Movie Review: “Stoker”
Mia Wasikowska, Matthew Goode,
Nicole Kidman, Jacki Weaver
Korean director Park Chan-wook is one of the biggest filmmakers in his country and a cult figure here in the U.S. thanks mainly to his 2004 revenge thriller “Oldboy.” Fans have been patiently awaiting his English-language debut for quite some time now, and though it’s taken longer than expected for Park to export his talents to Hollywood, it’s hard to imagine a film more perfectly suited to his tastes than “Stoker.” A psychological thriller that’s every bit as tense, twisted and sexually perverse as the director’s previous work, “Stoker” is the kind of movie that gets under your skin and stays there for days, an achievement on its own whether you enjoy Park’s disturbing family drama or not.
After her father is killed in a horrible car accident on her 18th birthday, India Stoker (Mia Wasikowska) is awash with emotion, but mostly curiosity when her Uncle Charlie (Matthew Goode), whom she never knew existed, arrives at the funeral with news that he’ll be coming to live with India and her unstable mother Evelyn (Nicole Kidman) in their Gothic-styled mansion. Puzzled as to why Charlie’s existence was kept a secret from her, India begins to suspect the mysterious stranger is up to no good when he begins seducing Evelyn just days after her husband’s death. But when people around town start disappearing and Charlie’s attention turns from Evelyn to India, his ulterior motives are finally revealed.
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Coming Soon: A Moviegoer’s Guide to March
After suffering through the doldrums of winter, it’s encouraging to see that the quality (and selection) of movies will improve along with the weather. Though many of this month’s films probably won’t be remembered by the time summer rolls around, there are a few indie flicks with real cult potential and a pair of tentpole-type movies based on popular properties that will benefit from opening during a less competitive time of year.
“JACK THE GIANT SLAYER”
Who: Nicholas Hoult, Ewan McGregor, Eleanor Tomlinson, Ian McShane and Bill Nighy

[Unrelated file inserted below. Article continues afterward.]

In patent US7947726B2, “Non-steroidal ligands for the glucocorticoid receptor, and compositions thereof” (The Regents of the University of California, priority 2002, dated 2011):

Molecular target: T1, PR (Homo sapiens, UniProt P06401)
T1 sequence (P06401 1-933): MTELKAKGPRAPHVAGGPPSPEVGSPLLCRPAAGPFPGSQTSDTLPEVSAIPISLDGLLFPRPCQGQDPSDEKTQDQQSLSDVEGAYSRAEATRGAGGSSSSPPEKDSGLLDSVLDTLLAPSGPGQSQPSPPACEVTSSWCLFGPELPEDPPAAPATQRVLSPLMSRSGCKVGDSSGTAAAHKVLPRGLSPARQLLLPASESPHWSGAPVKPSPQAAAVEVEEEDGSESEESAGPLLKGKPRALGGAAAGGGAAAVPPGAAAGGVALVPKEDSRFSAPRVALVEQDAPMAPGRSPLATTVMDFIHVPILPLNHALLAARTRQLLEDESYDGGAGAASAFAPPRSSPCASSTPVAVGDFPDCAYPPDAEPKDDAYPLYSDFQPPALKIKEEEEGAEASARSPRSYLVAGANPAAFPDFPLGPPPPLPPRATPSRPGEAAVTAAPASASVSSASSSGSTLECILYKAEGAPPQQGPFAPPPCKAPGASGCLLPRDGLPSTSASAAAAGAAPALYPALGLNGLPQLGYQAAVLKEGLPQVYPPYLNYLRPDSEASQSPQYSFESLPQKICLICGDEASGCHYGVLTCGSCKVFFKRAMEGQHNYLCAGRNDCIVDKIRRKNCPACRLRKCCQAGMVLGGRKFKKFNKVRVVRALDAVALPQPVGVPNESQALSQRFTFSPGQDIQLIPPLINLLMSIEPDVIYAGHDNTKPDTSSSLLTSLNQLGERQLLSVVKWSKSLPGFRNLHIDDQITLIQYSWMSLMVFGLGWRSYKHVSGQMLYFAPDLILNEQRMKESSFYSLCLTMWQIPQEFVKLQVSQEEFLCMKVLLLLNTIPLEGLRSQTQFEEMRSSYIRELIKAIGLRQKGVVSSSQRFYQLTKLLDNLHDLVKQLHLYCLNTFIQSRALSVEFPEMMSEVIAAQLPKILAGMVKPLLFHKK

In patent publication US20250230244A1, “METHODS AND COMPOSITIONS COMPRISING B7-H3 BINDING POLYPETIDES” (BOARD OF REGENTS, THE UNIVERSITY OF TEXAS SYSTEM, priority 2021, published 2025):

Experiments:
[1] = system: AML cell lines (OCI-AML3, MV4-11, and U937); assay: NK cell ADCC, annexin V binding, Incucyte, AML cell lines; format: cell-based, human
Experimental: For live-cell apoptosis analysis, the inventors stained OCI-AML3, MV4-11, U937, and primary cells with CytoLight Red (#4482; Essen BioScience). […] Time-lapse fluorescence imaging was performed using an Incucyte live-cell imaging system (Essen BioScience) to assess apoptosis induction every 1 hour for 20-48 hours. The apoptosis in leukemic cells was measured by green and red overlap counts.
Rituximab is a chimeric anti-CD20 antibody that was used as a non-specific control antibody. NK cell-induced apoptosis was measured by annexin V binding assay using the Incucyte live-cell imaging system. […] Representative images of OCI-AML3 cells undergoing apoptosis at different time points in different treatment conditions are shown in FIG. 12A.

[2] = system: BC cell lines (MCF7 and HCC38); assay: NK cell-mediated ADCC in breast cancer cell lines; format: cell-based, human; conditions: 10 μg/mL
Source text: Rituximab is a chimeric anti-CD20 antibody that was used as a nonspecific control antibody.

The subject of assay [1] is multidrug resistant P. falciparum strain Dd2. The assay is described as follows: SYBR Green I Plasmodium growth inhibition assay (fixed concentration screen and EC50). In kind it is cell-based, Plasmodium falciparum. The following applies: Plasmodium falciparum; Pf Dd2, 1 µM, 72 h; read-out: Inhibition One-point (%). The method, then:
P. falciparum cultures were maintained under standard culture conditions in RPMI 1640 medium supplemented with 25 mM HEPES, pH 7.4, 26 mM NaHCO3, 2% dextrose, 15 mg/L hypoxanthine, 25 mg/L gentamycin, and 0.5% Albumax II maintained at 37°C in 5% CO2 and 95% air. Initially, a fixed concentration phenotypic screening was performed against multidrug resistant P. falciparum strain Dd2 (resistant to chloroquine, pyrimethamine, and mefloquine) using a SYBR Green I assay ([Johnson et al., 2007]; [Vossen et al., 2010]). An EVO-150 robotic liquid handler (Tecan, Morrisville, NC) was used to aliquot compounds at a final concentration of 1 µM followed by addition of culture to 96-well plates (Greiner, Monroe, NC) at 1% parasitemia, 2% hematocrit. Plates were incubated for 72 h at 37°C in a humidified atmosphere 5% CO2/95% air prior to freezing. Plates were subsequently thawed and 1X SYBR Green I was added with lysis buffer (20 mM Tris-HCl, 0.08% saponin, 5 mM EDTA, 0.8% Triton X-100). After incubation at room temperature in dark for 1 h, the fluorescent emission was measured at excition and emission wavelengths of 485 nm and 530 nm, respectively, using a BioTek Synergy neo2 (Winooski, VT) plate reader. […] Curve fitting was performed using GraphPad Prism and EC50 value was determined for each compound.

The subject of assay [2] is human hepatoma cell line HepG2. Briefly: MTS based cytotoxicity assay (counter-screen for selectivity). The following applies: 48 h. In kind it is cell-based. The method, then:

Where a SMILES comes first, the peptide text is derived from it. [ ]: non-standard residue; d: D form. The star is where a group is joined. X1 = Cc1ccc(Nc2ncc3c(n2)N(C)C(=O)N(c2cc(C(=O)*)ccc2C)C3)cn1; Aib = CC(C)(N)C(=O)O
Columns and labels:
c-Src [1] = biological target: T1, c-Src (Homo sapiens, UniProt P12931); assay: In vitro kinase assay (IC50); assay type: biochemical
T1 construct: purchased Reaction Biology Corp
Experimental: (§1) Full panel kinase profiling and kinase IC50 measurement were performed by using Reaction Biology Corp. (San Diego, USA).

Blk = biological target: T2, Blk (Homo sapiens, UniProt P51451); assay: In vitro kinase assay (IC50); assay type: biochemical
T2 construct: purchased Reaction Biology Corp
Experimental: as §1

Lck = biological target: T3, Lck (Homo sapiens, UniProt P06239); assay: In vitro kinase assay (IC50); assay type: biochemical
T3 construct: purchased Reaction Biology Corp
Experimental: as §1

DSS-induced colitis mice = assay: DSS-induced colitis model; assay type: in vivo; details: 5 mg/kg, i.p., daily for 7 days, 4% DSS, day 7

What: When a young farmhand unwittingly opens a gateway between our world and a fearsome race of giants, he must fight for his kingdom and the princess he loves.
When: March 1st
Why: It’s been awhile since Bryan Singer directed a movie that I was genuinely excited about, and unfortunately, “Jack the Giant Slayer” doesn’t break that trend. Though the fantasy film sounds great in theory, the trailers don’t look very promising, particularly in regards to its uneven tone (is it for children, adults or the whole family?) and cartoonish CGI. It doesn’t even bare much resemblance to the fairy tales on which it’s based, and while the cast is filled with some great actors (Nicholas Hoult appears to be the real deal), there’s probably a good reason why the original summer release date was axed.
Who: Mia Wasikowska, Nicole Kidman, Matthew Goode and Jacki Weaver
What: After India’s father dies, her Uncle Charlie comes to live with her and her unstable mother, only to discover that he has ulterior motives.
When: March 1st
Why: Continuing the Korean invasion that kicked off in January with Kim Ji-woon’s “The Last Stand,” Park Chan-wook’s English-language debut hits theaters in time for U.S. audiences to get accustomed to the director’s unique style ahead of the long-awaited remake of his 2003 cult hit “Oldboy.” It’s taken longer than expected for Park to export his talents to Hollywood, but “Stoker” is the perfect project if there ever was one. It’s also clear from the cast he’s assembled that the director is well-admired within the industry, and all three leads don’t seem to be holding back. Early buzz has been mostly positive, drawing comparisons to Hitchcock, and that alone should be enough to get you excited.
“OZ THE GREAT AND POWERFUL”
Who: James Franco, Michelle Williams, Mila Kunis, Rachel Weisz and Zach Braff
What: A small-time magician with questionable ethics arrives in a magical land and must choose between becoming a good man or a great one.
When: March 8th
Why: Disney is putting a lot of faith in Sam Raimi’s “Wizard of Oz” prequel, no doubt hoping that it can reach “Alice in Wonderland” levels of success, but was anyone really clamoring for another movie? It’s not even based on any of L. Frank Baum’s novels, despite the fact that Disney owns the rights to nearly every book in the Oz series, and though it’s supposedly inspired by his works, the risk of upsetting fans of the original film doesn’t seem worth it. Then again, “Oz the Great and Powerful” is exactly the kind of franchise-ready cash cow that Disney loves to produce (i.e. “Pirates of the Caribbean”), and while it’s depressing to see Raimi wasting his talents, at least it’s in good hands.
Posted in: Coming Soon, Entertainment, Movies
Tags: Admission, Coming Soon, Dead Man Down, G.I. Joe: Retaliation, Jack the Giant Slayer, March movies, Olympus Has Fallen, Oz the Great and Powerful, Spring Breakers, Stoker, The Incredible Burt Wonderstone, The Place Beyond the Pines